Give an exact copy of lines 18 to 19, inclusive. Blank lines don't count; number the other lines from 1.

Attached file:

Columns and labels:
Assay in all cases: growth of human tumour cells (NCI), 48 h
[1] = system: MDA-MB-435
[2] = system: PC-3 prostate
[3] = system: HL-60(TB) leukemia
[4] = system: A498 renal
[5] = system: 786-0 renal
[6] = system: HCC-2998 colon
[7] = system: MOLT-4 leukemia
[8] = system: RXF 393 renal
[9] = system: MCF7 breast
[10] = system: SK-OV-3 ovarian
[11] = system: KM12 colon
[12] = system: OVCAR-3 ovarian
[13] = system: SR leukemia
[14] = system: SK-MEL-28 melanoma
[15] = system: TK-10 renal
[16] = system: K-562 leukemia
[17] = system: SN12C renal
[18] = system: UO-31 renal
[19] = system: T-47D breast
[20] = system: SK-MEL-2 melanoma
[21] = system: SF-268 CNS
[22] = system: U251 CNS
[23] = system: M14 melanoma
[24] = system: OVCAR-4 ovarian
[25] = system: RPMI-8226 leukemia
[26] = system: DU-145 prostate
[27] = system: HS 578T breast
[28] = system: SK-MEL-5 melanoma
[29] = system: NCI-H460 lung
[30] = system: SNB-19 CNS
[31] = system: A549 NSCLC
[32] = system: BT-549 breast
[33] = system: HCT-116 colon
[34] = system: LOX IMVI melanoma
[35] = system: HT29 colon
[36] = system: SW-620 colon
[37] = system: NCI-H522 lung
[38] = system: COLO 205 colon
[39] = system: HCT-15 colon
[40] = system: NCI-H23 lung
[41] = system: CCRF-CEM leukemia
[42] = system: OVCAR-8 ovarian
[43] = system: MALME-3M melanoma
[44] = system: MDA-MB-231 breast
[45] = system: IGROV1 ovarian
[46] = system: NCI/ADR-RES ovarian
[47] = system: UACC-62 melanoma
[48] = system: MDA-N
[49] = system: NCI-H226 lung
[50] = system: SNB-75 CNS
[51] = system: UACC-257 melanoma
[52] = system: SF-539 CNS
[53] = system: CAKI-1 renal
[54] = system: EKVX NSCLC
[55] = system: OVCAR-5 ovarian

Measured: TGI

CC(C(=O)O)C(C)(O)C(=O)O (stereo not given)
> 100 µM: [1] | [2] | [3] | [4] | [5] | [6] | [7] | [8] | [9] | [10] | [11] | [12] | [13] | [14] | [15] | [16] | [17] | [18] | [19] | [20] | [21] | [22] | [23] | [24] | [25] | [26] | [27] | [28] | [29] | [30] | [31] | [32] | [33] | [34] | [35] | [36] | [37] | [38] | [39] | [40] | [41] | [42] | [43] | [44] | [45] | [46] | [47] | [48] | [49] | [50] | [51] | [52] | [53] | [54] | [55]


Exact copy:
[16] = system: K-562 leukemia
[17] = system: SN12C renal